Works easily with Thunderbird for example, however, webmail is lacking a bit in features. But I believe they are progressing rapidly and adding improvements to all their services.

    All in all, it appeared like the most "transparent" of the email services providers I came accross (personal opinion).

    However, as you stated, IP address isn't masked.

    Another one I've been researching and seriously considering is NeoMailbox. They offer anonymous surfing as well but apparently it's for light browsing. I'm more looking at the offshore secure email service.

    Regarding you initial post, they do offer anonymous IP and secure email to/from their servers which are either US or Netherlands-based. Encrypting messages yourself for end-to-end encryption is also possible (see the FAQ here).

    Netherlands has good/above average privacy protection laws regarding personal data form what I read (read more here). I'm enquiring if they wiill offer secure email on Swiss servers. Living in Switzerland, I know that there is one of the strongest data protection polices here (everyone knows how Swiss banks are famous for protecting the privacy of account holders despite EU and international pressure to stop this parctice. The Swiss federal government backs this up - except for the last UBS affair. Also, remember Switzerland is not an EU member but has certain bi-lateral agreements with EU, thus saveguarding it's ability to parctice policies more independently).

    NeoMailbox's policy on keeping logs might interest you. Here.

    I have also enquired regarding the initial criteria you posted: Encryption of email in storage. I failed to see on the website if NeoMailbox encrypts on the servers. Awaiting a reply from them and will add a post here when they send the info. perhaps you might be interested to learn about their server infrastructure and security measures they take. Here.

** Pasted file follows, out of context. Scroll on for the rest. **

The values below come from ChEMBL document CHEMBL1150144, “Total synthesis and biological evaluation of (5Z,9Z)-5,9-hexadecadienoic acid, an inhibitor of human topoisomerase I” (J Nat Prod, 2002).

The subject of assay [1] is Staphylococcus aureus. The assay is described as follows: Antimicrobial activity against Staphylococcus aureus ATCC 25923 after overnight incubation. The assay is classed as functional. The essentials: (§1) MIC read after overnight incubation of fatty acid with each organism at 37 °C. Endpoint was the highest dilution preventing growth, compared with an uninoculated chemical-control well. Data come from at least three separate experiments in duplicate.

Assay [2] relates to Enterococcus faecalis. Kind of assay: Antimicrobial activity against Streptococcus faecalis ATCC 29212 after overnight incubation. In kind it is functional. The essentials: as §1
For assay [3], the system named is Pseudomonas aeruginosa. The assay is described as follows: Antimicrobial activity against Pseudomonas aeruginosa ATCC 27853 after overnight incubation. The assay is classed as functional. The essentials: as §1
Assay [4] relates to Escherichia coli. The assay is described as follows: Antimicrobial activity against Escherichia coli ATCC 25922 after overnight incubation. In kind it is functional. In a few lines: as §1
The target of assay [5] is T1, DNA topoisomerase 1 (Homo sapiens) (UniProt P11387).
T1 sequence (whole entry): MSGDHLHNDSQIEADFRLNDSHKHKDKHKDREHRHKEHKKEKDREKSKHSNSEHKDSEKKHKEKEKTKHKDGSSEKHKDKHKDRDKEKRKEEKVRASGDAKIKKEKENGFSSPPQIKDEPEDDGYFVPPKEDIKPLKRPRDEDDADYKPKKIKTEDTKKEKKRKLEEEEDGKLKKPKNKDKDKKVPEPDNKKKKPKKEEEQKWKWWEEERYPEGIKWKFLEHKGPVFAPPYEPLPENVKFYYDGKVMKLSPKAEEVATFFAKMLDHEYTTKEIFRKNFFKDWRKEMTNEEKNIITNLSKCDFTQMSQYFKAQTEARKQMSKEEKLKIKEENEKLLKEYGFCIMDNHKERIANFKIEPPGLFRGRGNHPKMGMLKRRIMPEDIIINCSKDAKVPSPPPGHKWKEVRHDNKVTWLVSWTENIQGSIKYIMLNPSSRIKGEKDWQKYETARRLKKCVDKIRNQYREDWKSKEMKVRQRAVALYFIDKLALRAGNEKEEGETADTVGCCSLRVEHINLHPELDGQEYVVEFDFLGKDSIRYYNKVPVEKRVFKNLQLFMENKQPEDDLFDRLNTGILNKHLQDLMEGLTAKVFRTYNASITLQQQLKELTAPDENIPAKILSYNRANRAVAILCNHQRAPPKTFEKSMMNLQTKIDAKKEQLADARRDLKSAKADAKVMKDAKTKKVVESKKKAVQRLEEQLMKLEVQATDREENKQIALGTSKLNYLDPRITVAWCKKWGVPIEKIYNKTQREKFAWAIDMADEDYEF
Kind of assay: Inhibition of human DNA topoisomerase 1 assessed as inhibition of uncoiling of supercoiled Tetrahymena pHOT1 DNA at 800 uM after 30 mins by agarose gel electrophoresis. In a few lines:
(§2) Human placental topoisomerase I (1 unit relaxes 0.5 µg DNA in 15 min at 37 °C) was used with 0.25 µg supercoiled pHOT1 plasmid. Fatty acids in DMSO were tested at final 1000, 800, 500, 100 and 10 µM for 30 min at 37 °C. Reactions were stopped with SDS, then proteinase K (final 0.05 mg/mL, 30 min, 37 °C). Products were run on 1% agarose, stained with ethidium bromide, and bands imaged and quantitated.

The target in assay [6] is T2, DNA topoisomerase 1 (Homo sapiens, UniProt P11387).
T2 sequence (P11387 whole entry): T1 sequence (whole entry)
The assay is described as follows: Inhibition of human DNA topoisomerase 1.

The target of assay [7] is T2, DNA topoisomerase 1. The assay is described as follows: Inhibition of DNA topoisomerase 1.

Apologies for a long post. Hope any of this helps.

    Would be very interested to hear any feedback on other services that you or anyone has investigated and which provides precisely what you posted here for: Encryption of email in storage.

    Best regards.
     
  11. n33m3rz

    n33m3rz Registered Member

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    You would be better off to just use GPG. If you are a business and don't want to force clients to use GPG, keep in mind that encrypted E-mail services only usually encrypt messages with in their service and their affiliates services. For example, Hushmail accounts will only send encrypted E-mail to other hushmail accounts and their affiliate cyber-rights. If you E-mail from hushmail to yahoo or hotmail, it wont be encrypted. Not that it really matters since hushmail encryption is a snake oil implementation anyways.

    So using GPG is the best choice, you give your clients the option to learn to use it. Just like if you use hushmail you give your clients the option to use hushmail too. The difference is that if you and your clients choose to use GPG, you will actually be secure, if you and your clients choose to use hushmail you will be using a flawed security model.

    The best way to use GPG is to use RSA for key distribution and symmetric encryption for the actual messages, but RSA/elgamal for messages should be fine too I think.
     
  12. TKHgva

    TKHgva Registered Member